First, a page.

Threshold of pain
The threshold of pain or pain threshold is the point along a curve of increasing perception of a stimulus at which pain begins to be felt. It is an entirely subjective phenomenon. A distinction must be maintained between the stimulus (an external thing that can be directly measured, such as with a thermometer) and the person's or animal's resulting pain perception (an internal, subjective thing that can sometimes be measured indirectly, such as with a visual analog scale). Although an IASP document defines "pain threshold" as "the minimum intensity of a stimulus that is perceived as painful", it then goes on to say (contradictorily in letter although not in spirit) that:
Traditionally the threshold has often been defined, as we defined it formerly, as the least stimulus intensity at which a subject perceives pain. Properly defined, the threshold is really the experience of the patient, whereas the intensity measured is an external event. It has been common usage for most pain research workers to define the threshold in terms of the stimulus, and that should be avoided ... The stimulus is not pain (q.v.) and cannot be a measure of pain.
Although the phrasing may not convey it perfectly, the distinction clearly meant is the aforementioned one between the stimulus and the perception of it. The intensity at which a stimulus (e.g., heat, pressure) begins to evoke pain is thus called by a separate term, threshold intensity. So, if a hotplate on a person's skin begins to hurt at 42 °C (107 °F), that is the pain threshold temperature for that bit of skin at that time. It is not the pain threshold (which is internal/subjective) but the temperature at which the pain threshold was crossed (which is external/objective).
The intensity at which a stimulus begins to evoke pain varies from individual to individual and for a given individual over time.
The temperature at which heat becomes painful for a recipient is called the heat pain threshold for that person at that time. One study showed that morning-oriented people have higher pain threshold for heat as compared to evening-oriented individuals.
The pressure at which sound becomes painful for a listener is the pain threshold pressure for that person at that time. The threshold pressure for sound varies with frequency and can be age-dependent. People who have been exposed to more noise/music usually have a higher threshold pressure. Threshold shift can also cause threshold pressure to vary. Prolonged exposure to sound at levels evoking pain can cause physical damage, potentially leading to hearing impairment.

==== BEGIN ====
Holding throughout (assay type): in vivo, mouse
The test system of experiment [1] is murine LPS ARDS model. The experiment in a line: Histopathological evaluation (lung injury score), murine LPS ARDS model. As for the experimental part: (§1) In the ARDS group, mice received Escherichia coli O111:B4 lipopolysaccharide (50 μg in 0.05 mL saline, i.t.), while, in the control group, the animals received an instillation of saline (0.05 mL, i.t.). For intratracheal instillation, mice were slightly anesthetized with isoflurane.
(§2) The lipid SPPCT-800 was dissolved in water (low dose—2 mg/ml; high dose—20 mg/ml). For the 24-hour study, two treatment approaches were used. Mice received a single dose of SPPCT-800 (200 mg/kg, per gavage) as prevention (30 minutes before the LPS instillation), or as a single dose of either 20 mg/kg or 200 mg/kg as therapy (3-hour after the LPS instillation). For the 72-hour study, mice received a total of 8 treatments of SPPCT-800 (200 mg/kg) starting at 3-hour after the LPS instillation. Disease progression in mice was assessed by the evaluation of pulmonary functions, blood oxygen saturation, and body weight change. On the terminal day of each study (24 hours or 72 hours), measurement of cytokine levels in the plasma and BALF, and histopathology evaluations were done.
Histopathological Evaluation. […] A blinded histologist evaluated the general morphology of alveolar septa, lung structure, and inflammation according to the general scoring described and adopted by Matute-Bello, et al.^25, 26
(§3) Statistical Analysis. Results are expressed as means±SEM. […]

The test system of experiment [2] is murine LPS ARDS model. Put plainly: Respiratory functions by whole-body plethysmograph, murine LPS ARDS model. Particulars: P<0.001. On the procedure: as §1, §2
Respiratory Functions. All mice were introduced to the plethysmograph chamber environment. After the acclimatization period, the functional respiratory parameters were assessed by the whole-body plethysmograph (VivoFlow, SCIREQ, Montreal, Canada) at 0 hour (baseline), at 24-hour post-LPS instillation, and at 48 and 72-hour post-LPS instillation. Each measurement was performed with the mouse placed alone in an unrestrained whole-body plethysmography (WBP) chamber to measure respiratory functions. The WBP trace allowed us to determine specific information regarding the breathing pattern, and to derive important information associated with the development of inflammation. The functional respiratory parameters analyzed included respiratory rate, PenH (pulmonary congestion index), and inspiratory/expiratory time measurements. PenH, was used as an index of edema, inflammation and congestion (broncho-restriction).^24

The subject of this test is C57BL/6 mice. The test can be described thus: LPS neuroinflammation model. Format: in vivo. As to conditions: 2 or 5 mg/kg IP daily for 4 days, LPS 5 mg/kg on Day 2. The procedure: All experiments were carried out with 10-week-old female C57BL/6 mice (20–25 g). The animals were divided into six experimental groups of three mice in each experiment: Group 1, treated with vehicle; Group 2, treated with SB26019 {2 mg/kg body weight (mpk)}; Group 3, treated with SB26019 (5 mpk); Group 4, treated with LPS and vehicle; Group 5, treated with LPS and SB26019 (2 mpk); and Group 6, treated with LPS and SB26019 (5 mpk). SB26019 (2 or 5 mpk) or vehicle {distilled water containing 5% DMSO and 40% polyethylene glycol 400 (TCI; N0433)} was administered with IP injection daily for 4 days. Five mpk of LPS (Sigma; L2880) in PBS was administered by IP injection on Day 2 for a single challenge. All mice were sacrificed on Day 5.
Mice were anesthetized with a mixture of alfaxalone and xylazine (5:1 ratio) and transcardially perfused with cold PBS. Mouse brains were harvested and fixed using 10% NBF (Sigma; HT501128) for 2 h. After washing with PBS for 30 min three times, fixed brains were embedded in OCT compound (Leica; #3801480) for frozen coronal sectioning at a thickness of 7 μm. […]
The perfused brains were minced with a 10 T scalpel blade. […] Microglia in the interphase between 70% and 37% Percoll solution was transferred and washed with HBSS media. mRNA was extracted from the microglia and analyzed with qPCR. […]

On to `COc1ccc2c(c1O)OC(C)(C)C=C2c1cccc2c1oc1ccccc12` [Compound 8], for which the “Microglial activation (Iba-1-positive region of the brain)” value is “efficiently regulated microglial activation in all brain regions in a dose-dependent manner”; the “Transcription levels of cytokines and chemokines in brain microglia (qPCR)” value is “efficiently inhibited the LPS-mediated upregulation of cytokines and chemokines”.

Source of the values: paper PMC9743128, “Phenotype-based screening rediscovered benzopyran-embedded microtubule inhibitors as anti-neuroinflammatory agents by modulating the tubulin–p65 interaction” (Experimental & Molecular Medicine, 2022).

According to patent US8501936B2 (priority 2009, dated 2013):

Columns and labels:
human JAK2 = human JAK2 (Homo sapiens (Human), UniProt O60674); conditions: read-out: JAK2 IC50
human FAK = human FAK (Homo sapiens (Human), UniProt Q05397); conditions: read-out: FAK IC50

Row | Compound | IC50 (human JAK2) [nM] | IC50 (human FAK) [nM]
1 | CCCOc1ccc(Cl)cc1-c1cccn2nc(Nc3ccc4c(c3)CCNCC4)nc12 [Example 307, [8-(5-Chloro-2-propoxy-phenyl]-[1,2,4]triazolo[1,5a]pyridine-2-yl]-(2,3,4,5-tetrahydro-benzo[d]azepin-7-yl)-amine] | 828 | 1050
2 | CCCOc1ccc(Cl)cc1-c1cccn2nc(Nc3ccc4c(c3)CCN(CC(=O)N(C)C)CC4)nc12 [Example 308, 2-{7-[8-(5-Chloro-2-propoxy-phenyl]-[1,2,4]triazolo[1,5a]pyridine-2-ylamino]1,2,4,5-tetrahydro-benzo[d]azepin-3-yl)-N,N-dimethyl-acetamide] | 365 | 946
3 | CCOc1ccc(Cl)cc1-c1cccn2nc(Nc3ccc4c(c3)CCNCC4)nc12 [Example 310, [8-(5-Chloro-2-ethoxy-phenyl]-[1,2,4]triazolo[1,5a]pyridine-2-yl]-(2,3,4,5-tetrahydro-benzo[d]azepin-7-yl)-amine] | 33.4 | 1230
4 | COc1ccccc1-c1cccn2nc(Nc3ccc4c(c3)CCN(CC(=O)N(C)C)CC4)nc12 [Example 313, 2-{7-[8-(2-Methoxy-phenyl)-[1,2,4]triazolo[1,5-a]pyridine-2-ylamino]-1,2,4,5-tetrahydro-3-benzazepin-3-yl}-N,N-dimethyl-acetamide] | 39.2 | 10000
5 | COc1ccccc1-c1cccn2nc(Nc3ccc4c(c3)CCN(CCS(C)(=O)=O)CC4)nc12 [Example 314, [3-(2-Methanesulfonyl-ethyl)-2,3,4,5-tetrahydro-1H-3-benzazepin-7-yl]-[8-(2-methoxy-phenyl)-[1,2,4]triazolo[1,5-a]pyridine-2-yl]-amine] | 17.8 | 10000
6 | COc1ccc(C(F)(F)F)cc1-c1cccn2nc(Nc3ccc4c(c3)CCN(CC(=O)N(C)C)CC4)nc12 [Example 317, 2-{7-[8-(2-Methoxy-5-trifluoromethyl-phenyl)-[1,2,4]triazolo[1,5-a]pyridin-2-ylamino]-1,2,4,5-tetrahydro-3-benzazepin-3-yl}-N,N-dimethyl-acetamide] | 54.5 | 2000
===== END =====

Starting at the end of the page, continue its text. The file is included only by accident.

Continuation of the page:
The volume in acoustics refers to loudness. It is a common term for the amplitude of sound or the sound pressure level. Different values for pain threshold pressure level and pain threshold pressure are found in the literature:
|Threshold of Pain|
|Sound pressure level||Sound pressure|
|120 dBSPL||20 Pa|
|130 dBSPL||63 Pa|
|134 dBSPL||100 Pa|
|137.5 dBSPL||150 Pa|
|140 dBSPL||200 Pa|
- Absolute threshold of hearing
- Dolorimeter – an instrument used to measure pain threshold
- Exposure action value
- Limen – threshold of perception
- Weber–Fechner law, regarding the difference between stimulus and sensation
- Weighting curve and A-weighting regarding dB(A)
- IASP. "IASP Pain Terminology". IASP Press. Archived from the original on 2013-12-16. Retrieved 2013-12-15.
- Jankowski, K.S. (2013). "Morning types are less sensitive to pain than evening types all day long". European Journal of Pain. 17 (7): 1068–1073. doi:10.1002/j.1532-2149.2012.00274.x. PMID 23322641. S2CID 7308674.
- Truax, Barry (1999). "Handbook for Acoustic Ecology" (2 ed.). ARC Publications, World Soundscape Project, Simon Fraser University. Cite journal requires
- Franks, John R.; Stephenson, Mark R.; Merry, Carol J., eds. (June 1996). Preventing Occupational Hearing Loss – A Practical Guide (PDF). National Institute for Occupational Safety and Health. p. 88. Retrieved 2009-07-15.
the threshold for pain is between 120 and 140 dB SPL.
- Newman, Edwin B. (1972-01-01). "Speech and Hearing". American Institute of Physics handbook. New York: McGraw-Hill. pp. 3–155. ISBN 007001485X. OCLC 484327.
The upper limit for a tolerable intensity of sound rises substantially with increasing habituation. Moreover, a variety of subjective effects are reported, such as discomfort, tickle, pressure, and pain, each at a slightly different level. As a simple engineering estimate it can be said that naive listeners reach a limit at about 125 dB SPL and experienced listeners at 135 to 140 dB.
- Nave, Carl R. (2006). "Threshold of Pain". HyperPhysics. SciLinks. Retrieved 2009-06-16.
A nominal figure for the threshold of pain is 130 decibels ... Some sources quote 120 dB as the pain threshold